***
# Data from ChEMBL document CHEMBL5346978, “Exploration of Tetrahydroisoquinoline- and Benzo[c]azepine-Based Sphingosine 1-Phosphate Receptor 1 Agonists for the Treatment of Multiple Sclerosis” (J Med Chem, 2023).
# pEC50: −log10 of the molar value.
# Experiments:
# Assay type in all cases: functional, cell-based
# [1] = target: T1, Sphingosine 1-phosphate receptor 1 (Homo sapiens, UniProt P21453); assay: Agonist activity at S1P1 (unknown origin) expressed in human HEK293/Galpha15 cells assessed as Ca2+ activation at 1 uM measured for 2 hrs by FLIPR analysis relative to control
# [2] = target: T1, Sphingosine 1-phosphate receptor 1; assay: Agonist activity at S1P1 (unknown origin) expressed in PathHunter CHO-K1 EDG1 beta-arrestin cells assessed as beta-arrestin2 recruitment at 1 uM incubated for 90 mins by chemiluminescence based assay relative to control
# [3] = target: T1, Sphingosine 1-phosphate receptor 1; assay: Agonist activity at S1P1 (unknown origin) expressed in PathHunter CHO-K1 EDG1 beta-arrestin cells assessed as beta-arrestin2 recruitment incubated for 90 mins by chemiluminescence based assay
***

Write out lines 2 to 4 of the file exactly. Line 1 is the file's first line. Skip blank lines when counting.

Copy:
# pEC50: −log10 of the molar value.
# Experiments:
# Assay type in all cases: functional, cell-based